Former Federal Reserve chairman Alan Greenspan is the latest in a long list of prominent economists, who think that the euro in its present form will fail:
"The euro is breaking down," Greenspan said. European banks are in trouble because they hold debt of countries close to default, such as Greece, he added. "The reason we're so sluggish is the level of uncertainty."
Concern about Europe's ongoing debt crisis has contributed to fears of a double-dip recession on this side of the Atlantic, especially following a downturn in U.S. manufacturing sentiment. A gauge of factory output on the U.S. eastern coast continued to decline in August, according to data released Tuesday by the Federal Reserve Bank of Richmond.
The euro-zone crisis matters, Greenspan said, because the world economy is extremely integrated and because about 20% of U.S. exports go to Europe. Though the odds of a new recession in the U.S. have risen, the former Fed chief said he doesn't expect that to happen--at least for now.
Casting serious doubt over the continued survival of the euro, Greenspan said the cultural and economic differences between northern and southern Europe are just too big. While countries in the north--such as Germany, France and Finland--have a lot in common, they are very different to countries in the south, such as Greece.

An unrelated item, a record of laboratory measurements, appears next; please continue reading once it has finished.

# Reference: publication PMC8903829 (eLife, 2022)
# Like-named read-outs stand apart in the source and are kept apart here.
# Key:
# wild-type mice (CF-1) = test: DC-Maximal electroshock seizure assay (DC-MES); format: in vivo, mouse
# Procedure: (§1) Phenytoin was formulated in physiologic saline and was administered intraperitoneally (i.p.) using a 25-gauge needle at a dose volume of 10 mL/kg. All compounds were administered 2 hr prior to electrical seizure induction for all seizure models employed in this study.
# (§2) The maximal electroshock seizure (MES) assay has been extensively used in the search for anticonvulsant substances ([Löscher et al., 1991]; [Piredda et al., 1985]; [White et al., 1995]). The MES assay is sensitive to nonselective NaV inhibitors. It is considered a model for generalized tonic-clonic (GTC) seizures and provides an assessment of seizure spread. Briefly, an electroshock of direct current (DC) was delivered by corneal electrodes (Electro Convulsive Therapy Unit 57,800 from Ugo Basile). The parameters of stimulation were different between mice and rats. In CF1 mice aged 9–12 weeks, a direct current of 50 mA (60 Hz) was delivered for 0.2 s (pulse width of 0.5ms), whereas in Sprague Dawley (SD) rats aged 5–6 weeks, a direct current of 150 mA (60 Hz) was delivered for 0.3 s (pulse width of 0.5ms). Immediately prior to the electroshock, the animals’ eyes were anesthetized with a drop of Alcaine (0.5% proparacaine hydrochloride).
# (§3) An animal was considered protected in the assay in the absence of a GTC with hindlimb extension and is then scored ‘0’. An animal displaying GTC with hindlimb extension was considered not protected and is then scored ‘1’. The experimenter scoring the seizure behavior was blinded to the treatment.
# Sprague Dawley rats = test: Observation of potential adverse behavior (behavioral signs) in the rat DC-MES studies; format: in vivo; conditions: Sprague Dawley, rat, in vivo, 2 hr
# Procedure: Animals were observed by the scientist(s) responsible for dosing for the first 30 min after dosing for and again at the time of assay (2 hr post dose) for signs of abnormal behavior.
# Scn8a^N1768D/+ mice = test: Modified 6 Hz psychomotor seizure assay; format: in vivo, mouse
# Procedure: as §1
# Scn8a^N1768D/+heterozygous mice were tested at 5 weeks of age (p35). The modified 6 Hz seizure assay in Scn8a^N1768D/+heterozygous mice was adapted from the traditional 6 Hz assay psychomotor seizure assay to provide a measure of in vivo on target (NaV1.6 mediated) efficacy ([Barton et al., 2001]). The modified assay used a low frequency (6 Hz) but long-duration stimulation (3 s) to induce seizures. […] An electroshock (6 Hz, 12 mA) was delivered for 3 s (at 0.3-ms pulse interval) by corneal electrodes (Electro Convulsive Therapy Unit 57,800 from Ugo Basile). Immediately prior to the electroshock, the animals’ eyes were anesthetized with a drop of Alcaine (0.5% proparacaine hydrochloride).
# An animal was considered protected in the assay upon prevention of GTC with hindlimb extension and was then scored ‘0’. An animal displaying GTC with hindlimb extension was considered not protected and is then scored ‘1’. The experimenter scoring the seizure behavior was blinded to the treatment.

Southern European states tend to have current account deficits, meaning they consume more than they produce, so they end up having to borrow from countries in the north. "That cannot go on," said Greenspan, who served as Fed chairman from 1987 until 2006.
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The question is, how long can Angela Merkel disregard the growing criticism - even among the supporters of her own party - against her lack of leadership. So far, her, and president Sarkozy´s policy has been to postpone any real decisions, hoping for a "miracle" to happen later. But, as Greenspan said, the euro will break down - and it must be replaced by something better. And that better is not a federal European state - which people do not support. Neither is the "European economic government", led by "president" Herman von Rompuy, a solution. (It is a joke).